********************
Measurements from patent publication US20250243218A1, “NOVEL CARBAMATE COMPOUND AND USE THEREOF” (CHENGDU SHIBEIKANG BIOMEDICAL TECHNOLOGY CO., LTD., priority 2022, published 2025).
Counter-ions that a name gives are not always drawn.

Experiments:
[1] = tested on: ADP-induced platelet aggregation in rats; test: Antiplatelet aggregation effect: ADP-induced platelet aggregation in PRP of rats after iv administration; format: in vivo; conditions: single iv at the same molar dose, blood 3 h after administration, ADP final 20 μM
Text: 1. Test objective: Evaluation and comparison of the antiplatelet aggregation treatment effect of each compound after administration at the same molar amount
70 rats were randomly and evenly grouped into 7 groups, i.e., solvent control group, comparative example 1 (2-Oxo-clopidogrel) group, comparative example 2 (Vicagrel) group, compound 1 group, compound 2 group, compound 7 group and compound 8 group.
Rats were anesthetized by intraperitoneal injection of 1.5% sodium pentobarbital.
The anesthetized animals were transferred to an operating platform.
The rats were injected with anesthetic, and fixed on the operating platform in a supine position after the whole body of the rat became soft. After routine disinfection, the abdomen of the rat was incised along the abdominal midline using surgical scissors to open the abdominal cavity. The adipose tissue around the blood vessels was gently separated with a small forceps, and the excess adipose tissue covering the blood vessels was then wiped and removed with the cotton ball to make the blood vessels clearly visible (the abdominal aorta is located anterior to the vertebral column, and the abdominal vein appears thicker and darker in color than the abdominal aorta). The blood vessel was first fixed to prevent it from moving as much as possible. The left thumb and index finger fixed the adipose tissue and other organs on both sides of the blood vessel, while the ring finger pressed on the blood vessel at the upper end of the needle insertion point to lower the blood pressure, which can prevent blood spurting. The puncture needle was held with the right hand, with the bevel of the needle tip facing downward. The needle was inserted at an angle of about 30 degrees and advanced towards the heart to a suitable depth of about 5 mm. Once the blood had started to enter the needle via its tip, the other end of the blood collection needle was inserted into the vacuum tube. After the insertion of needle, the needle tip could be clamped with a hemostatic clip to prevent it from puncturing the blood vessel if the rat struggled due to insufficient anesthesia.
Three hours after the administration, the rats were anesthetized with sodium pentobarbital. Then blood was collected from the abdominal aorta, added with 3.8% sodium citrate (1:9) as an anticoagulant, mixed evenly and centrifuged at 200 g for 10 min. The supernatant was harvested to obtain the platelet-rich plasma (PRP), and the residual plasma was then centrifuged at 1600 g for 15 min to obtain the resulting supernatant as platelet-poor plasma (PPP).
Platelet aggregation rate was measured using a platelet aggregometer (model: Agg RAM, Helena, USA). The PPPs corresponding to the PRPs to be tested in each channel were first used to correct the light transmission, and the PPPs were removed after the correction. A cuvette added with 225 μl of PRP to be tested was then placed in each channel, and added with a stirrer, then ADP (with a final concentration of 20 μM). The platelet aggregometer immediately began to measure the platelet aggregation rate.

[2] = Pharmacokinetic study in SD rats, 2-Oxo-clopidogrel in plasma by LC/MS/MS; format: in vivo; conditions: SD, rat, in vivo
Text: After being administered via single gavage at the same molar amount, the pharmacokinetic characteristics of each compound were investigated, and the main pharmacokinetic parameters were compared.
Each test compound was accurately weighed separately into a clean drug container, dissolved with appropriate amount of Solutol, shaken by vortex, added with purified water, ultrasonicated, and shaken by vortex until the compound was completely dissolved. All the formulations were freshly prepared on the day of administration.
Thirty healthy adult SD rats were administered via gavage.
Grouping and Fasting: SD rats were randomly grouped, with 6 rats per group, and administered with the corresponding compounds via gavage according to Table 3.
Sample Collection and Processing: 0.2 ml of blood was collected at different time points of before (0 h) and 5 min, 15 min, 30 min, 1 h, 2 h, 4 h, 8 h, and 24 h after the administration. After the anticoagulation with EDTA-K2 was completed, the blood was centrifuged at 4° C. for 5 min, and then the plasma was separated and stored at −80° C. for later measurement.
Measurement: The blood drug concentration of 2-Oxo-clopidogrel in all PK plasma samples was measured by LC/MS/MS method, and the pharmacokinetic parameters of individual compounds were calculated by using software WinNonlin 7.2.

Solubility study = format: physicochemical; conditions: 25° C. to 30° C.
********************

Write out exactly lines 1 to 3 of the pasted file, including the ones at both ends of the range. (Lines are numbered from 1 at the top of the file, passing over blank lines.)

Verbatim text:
Measurements from patent publication US20250243218A1, “NOVEL CARBAMATE COMPOUND AND USE THEREOF” (CHENGDU SHIBEIKANG BIOMEDICAL TECHNOLOGY CO., LTD., priority 2022, published 2025).
Counter-ions that a name gives are not always drawn.

Experiments: